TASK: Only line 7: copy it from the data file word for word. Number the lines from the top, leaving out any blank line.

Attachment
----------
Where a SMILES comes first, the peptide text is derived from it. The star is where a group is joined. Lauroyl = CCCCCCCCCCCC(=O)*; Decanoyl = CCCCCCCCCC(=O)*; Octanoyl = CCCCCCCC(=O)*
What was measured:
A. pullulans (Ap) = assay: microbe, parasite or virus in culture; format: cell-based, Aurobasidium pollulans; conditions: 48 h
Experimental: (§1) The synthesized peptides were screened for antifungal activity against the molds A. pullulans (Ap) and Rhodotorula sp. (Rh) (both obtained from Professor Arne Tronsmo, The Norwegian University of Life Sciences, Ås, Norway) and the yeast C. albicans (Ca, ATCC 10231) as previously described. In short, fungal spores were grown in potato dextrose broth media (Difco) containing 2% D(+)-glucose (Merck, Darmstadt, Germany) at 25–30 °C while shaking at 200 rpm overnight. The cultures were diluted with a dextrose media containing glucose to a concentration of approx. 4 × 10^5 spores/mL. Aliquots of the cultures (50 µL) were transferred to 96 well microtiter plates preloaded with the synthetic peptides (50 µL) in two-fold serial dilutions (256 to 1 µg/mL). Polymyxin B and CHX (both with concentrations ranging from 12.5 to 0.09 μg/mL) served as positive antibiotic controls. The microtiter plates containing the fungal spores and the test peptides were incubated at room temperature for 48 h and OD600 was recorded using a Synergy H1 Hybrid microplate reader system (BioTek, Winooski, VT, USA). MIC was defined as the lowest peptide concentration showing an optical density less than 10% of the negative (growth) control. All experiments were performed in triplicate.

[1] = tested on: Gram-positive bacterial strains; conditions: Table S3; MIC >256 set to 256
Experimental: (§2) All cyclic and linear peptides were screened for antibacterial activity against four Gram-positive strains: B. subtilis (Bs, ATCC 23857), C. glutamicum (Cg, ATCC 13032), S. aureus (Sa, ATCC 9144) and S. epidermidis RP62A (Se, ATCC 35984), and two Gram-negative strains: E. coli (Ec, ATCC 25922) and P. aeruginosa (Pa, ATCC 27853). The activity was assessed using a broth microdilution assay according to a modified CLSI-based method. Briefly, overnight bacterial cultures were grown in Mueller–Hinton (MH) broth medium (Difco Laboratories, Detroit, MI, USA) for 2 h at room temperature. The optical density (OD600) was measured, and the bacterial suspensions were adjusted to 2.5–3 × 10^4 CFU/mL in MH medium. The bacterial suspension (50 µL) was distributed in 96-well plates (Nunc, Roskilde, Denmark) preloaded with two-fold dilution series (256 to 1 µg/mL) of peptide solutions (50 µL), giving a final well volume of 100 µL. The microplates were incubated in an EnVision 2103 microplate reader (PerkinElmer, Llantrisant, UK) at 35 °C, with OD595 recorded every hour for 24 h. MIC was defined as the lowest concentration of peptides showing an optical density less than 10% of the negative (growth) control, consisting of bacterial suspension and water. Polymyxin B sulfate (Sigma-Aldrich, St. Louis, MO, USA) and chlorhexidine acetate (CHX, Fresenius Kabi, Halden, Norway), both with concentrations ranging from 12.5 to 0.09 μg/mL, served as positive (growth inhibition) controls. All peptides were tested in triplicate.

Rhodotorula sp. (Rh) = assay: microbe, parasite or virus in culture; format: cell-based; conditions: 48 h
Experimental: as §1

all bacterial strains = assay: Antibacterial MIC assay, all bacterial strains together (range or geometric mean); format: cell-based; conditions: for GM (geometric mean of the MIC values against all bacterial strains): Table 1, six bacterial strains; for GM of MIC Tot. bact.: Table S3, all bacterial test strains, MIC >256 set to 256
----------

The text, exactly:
Rhodotorula sp. (Rh) = assay: microbe, parasite or virus in culture; format: cell-based; conditions: 48 h